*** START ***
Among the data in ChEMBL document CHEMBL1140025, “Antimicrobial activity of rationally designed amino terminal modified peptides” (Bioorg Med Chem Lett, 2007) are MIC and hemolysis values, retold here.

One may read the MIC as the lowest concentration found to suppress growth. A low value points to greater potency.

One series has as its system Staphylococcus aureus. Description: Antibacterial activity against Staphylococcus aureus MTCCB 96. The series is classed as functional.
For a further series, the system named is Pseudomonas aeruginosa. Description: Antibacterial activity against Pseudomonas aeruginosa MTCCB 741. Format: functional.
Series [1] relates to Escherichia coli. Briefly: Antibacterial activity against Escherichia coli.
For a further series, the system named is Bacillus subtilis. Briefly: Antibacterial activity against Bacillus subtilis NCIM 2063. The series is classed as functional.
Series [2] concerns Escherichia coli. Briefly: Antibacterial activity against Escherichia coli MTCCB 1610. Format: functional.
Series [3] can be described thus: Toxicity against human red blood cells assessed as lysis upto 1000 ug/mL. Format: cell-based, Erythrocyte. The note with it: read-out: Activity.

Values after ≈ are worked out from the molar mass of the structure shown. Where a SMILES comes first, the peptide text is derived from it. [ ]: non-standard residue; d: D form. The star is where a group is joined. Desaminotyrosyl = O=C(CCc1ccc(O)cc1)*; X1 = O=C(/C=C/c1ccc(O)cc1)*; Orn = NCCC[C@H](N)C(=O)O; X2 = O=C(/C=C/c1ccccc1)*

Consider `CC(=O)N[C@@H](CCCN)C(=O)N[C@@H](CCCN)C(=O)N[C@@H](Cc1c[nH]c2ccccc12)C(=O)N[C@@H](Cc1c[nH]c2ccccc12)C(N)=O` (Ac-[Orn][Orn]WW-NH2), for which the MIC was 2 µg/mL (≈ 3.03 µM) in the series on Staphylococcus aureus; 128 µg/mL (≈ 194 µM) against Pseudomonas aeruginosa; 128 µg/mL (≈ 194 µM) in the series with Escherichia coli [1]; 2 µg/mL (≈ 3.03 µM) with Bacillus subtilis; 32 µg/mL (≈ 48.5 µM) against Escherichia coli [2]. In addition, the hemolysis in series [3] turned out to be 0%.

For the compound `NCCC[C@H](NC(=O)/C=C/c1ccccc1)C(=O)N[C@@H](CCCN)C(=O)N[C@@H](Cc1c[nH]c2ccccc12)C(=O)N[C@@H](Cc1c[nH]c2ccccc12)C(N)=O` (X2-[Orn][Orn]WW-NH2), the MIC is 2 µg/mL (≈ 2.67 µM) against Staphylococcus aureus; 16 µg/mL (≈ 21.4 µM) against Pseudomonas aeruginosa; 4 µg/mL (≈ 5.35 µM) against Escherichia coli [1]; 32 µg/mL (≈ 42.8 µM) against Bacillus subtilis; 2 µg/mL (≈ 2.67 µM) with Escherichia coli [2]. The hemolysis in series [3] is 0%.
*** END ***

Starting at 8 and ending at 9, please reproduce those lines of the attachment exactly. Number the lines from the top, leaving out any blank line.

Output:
Series [3] can be described thus: Toxicity against human red blood cells assessed as lysis upto 1000 ug/mL. Format: cell-based, Erythrocyte. The note with it: read-out: Activity.

Values after ≈ are worked out from the molar mass of the structure shown. Where a SMILES comes first, the peptide text is derived from it. [ ]: non-standard residue; d: D form. The star is where a group is joined. Desaminotyrosyl = O=C(CCc1ccc(O)cc1)*; X1 = O=C(/C=C/c1ccc(O)cc1)*; Orn = NCCC[C@H](N)C(=O)O; X2 = O=C(/C=C/c1ccccc1)*